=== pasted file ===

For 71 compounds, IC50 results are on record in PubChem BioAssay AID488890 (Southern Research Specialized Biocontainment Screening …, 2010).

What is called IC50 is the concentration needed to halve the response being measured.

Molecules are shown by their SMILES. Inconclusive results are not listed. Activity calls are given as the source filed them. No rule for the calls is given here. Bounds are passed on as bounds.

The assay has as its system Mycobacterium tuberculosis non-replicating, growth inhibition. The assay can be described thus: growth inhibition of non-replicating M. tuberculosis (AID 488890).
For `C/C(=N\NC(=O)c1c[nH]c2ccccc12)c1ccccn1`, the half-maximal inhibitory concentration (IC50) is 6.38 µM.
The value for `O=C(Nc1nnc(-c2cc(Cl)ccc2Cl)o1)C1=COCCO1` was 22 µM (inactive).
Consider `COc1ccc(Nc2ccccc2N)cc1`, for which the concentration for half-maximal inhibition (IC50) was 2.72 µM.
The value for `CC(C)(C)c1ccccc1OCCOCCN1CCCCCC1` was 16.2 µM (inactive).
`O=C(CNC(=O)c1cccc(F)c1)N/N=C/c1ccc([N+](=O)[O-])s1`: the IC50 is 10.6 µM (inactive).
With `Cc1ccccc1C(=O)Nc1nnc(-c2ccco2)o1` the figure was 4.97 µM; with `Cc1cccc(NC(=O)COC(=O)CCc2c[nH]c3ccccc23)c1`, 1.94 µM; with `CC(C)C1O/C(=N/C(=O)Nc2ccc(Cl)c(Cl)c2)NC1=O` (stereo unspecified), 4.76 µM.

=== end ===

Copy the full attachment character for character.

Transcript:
For 71 compounds, IC50 results are on record in PubChem BioAssay AID488890 (Southern Research Specialized Biocontainment Screening …, 2010).

What is called IC50 is the concentration needed to halve the response being measured.

Molecules are shown by their SMILES. Inconclusive results are not listed. Activity calls are given as the source filed them. No rule for the calls is given here. Bounds are passed on as bounds.

The assay has as its system Mycobacterium tuberculosis non-replicating, growth inhibition. The assay can be described thus: growth inhibition of non-replicating M. tuberculosis (AID 488890).
For `C/C(=N\NC(=O)c1c[nH]c2ccccc12)c1ccccn1`, the half-maximal inhibitory concentration (IC50) is 6.38 µM.
The value for `O=C(Nc1nnc(-c2cc(Cl)ccc2Cl)o1)C1=COCCO1` was 22 µM (inactive).
Consider `COc1ccc(Nc2ccccc2N)cc1`, for which the concentration for half-maximal inhibition (IC50) was 2.72 µM.
The value for `CC(C)(C)c1ccccc1OCCOCCN1CCCCCC1` was 16.2 µM (inactive).
`O=C(CNC(=O)c1cccc(F)c1)N/N=C/c1ccc([N+](=O)[O-])s1`: the IC50 is 10.6 µM (inactive).
With `Cc1ccccc1C(=O)Nc1nnc(-c2ccco2)o1` the figure was 4.97 µM; with `Cc1cccc(NC(=O)COC(=O)CCc2c[nH]c3ccccc23)c1`, 1.94 µM; with `CC(C)C1O/C(=N/C(=O)Nc2ccc(Cl)c(Cl)c2)NC1=O` (stereo unspecified), 4.76 µM.